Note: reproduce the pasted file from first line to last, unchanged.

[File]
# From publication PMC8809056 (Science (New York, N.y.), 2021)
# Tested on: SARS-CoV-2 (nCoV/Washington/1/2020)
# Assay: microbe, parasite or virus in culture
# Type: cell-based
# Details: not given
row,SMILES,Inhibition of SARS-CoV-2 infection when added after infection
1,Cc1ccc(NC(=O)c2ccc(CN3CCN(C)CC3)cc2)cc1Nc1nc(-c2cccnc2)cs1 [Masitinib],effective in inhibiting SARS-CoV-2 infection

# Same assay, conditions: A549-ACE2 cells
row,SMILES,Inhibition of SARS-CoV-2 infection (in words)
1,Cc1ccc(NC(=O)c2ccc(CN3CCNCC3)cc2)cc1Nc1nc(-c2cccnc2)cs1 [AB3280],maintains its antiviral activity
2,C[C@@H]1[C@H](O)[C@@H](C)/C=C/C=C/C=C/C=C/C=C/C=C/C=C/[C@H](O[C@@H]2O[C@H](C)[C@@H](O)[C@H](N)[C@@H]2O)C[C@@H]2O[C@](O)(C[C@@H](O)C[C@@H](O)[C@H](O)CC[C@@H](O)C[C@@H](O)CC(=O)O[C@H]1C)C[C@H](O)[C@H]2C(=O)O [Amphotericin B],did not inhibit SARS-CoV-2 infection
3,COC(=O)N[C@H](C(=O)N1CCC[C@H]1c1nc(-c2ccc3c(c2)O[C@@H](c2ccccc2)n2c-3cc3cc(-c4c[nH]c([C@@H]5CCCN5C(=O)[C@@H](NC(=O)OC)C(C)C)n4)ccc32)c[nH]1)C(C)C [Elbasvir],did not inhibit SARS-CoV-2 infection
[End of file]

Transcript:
# From publication PMC8809056 (Science (New York, N.y.), 2021)
# Tested on: SARS-CoV-2 (nCoV/Washington/1/2020)
# Assay: microbe, parasite or virus in culture
# Type: cell-based
# Details: not given
row,SMILES,Inhibition of SARS-CoV-2 infection when added after infection
1,Cc1ccc(NC(=O)c2ccc(CN3CCN(C)CC3)cc2)cc1Nc1nc(-c2cccnc2)cs1 [Masitinib],effective in inhibiting SARS-CoV-2 infection

# Same assay, conditions: A549-ACE2 cells
row,SMILES,Inhibition of SARS-CoV-2 infection (in words)
1,Cc1ccc(NC(=O)c2ccc(CN3CCNCC3)cc2)cc1Nc1nc(-c2cccnc2)cs1 [AB3280],maintains its antiviral activity
2,C[C@@H]1[C@H](O)[C@@H](C)/C=C/C=C/C=C/C=C/C=C/C=C/C=C/[C@H](O[C@@H]2O[C@H](C)[C@@H](O)[C@H](N)[C@@H]2O)C[C@@H]2O[C@](O)(C[C@@H](O)C[C@@H](O)[C@H](O)CC[C@@H](O)C[C@@H](O)CC(=O)O[C@H]1C)C[C@H](O)[C@H]2C(=O)O [Amphotericin B],did not inhibit SARS-CoV-2 infection
3,COC(=O)N[C@H](C(=O)N1CCC[C@H]1c1nc(-c2ccc3c(c2)O[C@@H](c2ccccc2)n2c-3cc3cc(-c4c[nH]c([C@@H]5CCCN5C(=O)[C@@H](NC(=O)OC)C(C)C)n4)ccc32)c[nH]1)C(C)C [Elbasvir],did not inhibit SARS-CoV-2 infection